Survivors of the July mass shooting that killed six people and injured dozens in a Chicago suburb sued the gunmaker on Wednesday. Smith & Wessonaccusing him of deliberately marketing his weapons to violence-prone youths through the social networks and ads similar to video games.
In a series of lawsuits filed in Lake County, Illinois Circuit Court, the survivors, including the relatives of the murderedThey said the Springfield, Mass.-based company was “deliberately trying to get its guns into the hands of disturbed youth targeting and exploiting the risk-seeking, and often worrisome, desires of these consumers.”
Smith & Wesson did not immediately respond to a request for comment.
Six people were killed and more than 36 were injured in a July 4 parade in Highland Park, Illinois, after a gunman opened fire on the crowd from a rooftop. Robert Crimo, 21, was arrested in the shooting hours later and has pleaded not guilty to 117 charges, including first-degree murder.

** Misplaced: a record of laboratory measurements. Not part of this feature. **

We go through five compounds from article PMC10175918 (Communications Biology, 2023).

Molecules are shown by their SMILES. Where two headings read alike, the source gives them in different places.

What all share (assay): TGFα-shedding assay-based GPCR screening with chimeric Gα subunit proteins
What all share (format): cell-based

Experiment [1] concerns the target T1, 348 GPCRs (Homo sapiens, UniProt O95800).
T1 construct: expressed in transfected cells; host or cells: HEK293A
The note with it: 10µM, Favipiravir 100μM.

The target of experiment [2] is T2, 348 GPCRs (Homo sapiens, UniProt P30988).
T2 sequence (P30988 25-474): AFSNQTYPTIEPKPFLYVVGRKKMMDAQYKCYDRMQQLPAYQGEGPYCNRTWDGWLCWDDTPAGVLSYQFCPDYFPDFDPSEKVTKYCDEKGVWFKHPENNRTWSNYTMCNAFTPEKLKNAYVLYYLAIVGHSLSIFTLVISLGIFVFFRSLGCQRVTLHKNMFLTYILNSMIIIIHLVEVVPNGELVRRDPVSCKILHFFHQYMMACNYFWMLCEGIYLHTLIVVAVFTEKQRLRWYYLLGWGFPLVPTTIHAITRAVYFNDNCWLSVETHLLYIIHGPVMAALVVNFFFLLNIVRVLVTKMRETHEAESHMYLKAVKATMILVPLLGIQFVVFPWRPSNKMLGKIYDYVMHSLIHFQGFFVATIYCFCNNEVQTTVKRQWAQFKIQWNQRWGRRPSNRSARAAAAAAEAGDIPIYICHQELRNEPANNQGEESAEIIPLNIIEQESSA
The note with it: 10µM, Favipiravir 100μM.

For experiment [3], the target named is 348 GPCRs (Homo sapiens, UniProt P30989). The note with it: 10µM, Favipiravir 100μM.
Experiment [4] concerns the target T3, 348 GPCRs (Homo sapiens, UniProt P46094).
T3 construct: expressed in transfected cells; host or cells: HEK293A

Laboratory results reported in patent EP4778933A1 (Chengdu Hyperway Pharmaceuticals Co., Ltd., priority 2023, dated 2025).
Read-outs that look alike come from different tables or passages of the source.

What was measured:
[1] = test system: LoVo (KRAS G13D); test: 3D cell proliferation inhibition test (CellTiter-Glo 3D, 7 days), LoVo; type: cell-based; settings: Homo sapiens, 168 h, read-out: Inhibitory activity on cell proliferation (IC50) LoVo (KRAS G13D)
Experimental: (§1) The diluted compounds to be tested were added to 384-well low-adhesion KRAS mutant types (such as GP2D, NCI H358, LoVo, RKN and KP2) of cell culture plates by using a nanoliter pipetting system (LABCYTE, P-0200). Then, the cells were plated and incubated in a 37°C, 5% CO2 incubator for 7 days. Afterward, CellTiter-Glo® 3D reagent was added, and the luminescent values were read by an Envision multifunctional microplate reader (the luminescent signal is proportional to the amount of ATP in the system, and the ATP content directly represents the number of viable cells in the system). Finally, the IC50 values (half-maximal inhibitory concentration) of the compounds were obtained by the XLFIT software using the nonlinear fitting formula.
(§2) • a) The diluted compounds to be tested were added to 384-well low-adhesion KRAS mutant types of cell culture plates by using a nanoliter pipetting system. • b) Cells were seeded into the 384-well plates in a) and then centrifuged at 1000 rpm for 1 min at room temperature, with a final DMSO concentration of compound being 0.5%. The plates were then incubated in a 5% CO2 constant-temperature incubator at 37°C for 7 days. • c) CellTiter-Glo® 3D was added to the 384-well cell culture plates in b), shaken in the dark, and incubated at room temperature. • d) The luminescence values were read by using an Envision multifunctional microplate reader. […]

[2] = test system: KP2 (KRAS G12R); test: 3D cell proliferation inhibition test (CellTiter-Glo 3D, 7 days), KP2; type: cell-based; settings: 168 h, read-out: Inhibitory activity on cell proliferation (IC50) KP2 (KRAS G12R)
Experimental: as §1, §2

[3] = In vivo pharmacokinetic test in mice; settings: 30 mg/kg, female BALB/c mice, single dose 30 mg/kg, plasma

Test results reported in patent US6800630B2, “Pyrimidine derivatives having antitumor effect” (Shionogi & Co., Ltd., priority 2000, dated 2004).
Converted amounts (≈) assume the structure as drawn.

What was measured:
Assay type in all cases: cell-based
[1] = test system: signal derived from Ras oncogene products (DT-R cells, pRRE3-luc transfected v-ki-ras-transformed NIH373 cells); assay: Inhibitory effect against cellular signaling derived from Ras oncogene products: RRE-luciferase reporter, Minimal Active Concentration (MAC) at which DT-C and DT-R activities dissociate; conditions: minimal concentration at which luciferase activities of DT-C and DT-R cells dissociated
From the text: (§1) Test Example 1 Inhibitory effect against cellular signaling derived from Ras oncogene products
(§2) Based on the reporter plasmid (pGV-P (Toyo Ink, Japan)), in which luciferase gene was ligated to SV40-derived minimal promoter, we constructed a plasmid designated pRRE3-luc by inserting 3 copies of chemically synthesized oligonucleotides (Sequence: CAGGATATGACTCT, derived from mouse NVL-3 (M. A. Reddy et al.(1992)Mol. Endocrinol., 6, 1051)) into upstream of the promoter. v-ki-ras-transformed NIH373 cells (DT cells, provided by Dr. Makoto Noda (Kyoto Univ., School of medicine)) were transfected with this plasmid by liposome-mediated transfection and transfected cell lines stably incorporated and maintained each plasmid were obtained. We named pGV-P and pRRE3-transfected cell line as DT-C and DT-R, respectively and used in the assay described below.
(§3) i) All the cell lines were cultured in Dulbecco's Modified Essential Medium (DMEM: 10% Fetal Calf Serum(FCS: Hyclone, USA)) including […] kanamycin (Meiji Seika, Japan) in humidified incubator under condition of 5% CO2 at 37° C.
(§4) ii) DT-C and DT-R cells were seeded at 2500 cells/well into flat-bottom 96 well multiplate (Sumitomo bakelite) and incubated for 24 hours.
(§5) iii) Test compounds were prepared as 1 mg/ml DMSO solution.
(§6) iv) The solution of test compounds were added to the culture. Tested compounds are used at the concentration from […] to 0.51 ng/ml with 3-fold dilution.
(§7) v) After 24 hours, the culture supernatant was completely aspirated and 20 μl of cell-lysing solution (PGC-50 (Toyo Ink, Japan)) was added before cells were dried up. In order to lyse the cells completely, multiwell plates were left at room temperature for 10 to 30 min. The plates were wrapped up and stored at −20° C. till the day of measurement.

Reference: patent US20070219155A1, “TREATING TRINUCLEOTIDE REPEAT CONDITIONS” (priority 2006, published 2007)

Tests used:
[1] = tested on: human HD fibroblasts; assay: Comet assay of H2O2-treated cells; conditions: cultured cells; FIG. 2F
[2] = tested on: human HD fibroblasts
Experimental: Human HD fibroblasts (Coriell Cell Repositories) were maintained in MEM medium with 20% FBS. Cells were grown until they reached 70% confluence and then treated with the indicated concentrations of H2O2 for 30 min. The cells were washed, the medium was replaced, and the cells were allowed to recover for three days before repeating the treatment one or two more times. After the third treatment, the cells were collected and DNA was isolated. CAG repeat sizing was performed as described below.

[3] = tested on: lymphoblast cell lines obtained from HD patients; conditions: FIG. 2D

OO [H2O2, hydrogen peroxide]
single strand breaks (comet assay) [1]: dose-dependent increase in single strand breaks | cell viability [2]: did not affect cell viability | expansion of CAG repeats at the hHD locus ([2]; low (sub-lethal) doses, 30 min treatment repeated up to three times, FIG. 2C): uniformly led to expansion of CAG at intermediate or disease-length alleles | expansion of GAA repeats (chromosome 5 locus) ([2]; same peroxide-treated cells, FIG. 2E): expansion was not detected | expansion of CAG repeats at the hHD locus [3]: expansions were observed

Wednesday’s lawsuits allege that Smith & Wesson knowingly advertised its weapons, including the M&P model rifle used by Crimo, to appeal to the “militaristic fantasies” of troubled youth.
That marketing included the name “M&P”, for “military and police“, which they said falsely implied an endorsement by the US military and law enforcement. It also included the use of social media influencers and ads resembling first-person shooters such as “Call of Duty“.
“(Crimo) and other potential mass shooters are highly susceptible to Smith & Wesson’s disruptive promotional messages,” the lawsuits say.
The plaintiffs said the company’s marketing violated two Illinois consumer protection laws by making misleading statements and encouraging harm to the public. They are asking the court to stop Smith & Wesson from marketing allegedly illegal, including imposing age restrictions on social media content and removing military references, and awarding unspecified monetary damages.
Historically, it has been difficult to hold weapons manufacturers in court for mass shootings. A 2005 federal law, the Law for the Protection of the Legal Trade in Arms, largely protects them from lawsuits for crimes committed with their products, although it makes an exception if they trade them illegally.
Remington Arms agreed in February to pay $73 million to the families of five children and four adults killed by an elementary school shooter Sandy Hook in Newtown, Connecticut, the first such deal by a gun manufacturer. (rts)